South Korea's Samsung Electronics said it expects LCD prices to fall by at least 20 percent by the end of 2004.
The prediction came as Samsung and Sony launched a joint venture in central South Korea to make LCDs, adding to a surge in new production that is pushing down screen prices.
South Korea’s Samsung and Sony plan to invest $1.8 billion in S-LCD venture, which will have a production capacity of 60,000 panels a month. Mass production at a new plant is slated for the second quarter of next year.
The venture will give Sony a steady supply of flat screens, guarantee Samsung a large customer base and increase the chances of Samsung’s screens becoming an industry standard.
However, the LCD industry’s outlook is clouded by expectations of a glut of thin screens for computers and TVs. Japanese consumer electronics maker Sharp, warned of price declines as competitors increase their output capacity.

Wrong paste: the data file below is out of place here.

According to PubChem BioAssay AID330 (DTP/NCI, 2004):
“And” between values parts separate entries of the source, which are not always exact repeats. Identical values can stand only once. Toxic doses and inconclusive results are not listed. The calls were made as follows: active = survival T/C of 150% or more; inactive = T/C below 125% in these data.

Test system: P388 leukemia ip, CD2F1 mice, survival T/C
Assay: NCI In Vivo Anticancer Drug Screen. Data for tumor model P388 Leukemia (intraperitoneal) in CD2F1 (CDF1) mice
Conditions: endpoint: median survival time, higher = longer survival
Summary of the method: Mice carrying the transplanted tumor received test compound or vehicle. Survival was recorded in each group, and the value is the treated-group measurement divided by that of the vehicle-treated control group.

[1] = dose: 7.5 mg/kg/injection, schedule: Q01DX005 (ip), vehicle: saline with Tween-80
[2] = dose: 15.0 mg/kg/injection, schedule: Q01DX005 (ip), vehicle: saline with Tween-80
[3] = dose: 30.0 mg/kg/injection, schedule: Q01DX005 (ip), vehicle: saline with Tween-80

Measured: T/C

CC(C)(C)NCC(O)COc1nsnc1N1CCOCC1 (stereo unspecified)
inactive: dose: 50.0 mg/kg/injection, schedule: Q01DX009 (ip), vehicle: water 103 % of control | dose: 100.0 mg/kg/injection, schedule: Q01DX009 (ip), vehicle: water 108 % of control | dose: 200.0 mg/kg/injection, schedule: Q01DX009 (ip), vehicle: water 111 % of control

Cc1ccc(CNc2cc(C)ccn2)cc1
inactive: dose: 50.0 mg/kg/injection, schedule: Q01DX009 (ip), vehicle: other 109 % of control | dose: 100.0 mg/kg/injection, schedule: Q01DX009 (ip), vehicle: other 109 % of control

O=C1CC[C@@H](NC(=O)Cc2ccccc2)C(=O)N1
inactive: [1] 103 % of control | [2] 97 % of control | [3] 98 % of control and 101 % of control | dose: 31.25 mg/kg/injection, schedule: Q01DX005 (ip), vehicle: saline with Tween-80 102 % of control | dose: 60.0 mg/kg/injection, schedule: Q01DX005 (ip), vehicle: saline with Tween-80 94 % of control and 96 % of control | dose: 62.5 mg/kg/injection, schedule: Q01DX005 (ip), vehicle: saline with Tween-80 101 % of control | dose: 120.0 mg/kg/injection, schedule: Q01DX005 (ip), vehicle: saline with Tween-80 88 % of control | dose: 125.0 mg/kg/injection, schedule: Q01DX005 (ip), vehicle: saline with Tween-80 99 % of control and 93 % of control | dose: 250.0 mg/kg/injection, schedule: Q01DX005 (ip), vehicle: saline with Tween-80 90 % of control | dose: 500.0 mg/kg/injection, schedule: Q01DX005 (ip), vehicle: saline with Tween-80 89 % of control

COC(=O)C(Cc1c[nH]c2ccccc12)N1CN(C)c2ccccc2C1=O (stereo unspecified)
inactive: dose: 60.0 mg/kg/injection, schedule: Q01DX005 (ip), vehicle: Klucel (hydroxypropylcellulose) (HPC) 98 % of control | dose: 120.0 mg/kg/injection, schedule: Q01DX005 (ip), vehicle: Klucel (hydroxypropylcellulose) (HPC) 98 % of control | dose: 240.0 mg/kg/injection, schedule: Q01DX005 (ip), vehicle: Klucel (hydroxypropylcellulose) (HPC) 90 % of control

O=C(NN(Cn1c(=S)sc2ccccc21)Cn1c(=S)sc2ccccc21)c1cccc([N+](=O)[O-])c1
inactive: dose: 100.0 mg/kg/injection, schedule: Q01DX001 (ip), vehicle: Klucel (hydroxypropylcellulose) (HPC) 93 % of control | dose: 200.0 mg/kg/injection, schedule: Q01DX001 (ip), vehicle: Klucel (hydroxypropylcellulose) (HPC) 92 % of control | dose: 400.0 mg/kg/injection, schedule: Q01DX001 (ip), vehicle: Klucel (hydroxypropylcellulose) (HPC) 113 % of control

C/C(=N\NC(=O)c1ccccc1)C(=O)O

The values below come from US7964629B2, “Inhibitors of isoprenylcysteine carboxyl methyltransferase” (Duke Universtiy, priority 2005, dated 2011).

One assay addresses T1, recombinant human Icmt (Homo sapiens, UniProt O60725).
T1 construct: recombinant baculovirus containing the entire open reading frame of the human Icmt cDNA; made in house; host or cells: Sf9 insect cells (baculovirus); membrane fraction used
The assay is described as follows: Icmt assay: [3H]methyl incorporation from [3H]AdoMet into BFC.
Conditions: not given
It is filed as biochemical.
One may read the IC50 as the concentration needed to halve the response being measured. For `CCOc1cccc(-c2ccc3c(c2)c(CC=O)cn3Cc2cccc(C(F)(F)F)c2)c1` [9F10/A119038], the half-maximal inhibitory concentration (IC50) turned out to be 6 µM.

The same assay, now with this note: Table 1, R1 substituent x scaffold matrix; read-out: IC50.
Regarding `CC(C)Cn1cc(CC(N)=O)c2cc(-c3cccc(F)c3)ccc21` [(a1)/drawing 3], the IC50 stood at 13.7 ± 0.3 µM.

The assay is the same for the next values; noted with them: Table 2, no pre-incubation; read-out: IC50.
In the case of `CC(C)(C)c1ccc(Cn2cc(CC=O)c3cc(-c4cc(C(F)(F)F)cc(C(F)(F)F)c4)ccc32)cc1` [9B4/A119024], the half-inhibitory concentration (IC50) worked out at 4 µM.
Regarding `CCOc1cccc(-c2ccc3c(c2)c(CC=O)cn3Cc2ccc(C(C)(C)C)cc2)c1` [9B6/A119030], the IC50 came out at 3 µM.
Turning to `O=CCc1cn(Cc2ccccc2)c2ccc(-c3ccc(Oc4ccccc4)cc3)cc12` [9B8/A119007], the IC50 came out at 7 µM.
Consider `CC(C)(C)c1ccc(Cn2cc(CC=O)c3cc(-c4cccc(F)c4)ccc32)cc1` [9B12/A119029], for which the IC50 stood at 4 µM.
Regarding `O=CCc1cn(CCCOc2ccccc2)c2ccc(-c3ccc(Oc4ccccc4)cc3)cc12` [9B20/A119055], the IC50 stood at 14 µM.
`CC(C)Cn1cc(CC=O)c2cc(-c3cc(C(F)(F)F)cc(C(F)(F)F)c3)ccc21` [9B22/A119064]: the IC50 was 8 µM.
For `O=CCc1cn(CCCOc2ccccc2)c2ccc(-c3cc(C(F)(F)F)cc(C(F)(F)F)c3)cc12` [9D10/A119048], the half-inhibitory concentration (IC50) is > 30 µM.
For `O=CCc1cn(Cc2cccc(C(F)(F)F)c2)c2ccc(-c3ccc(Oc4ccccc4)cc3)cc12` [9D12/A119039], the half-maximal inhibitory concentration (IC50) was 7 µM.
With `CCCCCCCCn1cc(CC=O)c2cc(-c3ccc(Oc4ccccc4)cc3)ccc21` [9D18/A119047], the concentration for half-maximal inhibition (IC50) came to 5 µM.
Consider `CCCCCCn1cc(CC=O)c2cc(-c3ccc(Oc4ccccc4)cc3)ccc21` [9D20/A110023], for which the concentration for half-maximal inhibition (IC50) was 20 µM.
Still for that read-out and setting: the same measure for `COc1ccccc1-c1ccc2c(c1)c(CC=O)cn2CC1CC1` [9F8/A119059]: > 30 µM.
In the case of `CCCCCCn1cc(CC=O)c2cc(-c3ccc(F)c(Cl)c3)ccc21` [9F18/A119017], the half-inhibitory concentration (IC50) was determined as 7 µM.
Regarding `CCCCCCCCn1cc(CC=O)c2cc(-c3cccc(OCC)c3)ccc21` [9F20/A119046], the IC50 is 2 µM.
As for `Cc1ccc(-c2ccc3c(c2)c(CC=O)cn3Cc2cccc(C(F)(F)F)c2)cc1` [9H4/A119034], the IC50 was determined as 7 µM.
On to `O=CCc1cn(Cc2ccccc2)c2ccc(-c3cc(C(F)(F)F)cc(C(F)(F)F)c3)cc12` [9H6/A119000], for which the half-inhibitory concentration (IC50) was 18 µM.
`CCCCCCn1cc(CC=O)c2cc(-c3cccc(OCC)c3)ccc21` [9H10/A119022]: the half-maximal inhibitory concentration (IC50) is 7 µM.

Consumers are delaying purchases of LCD TVs and monitors expecting prices to fall, while set makers want to keep their inventories light.
Analysts see prices of 17-inch LCD screens falling as much as 25 percent by the end of the year from the first-quarter peak and have cautioned about weaker demand for larger panels. Cho Yong-duk, vice president of Samsung's LCD division, told Reuters his forecast of up to 20 percent referred to the difference between prices at the end of June and the end of December.
Independent research group DisplaySearch forecasts the price of 28- to 32-inch LCD panels will fall 15 percent in 2004 from 2003 to $975.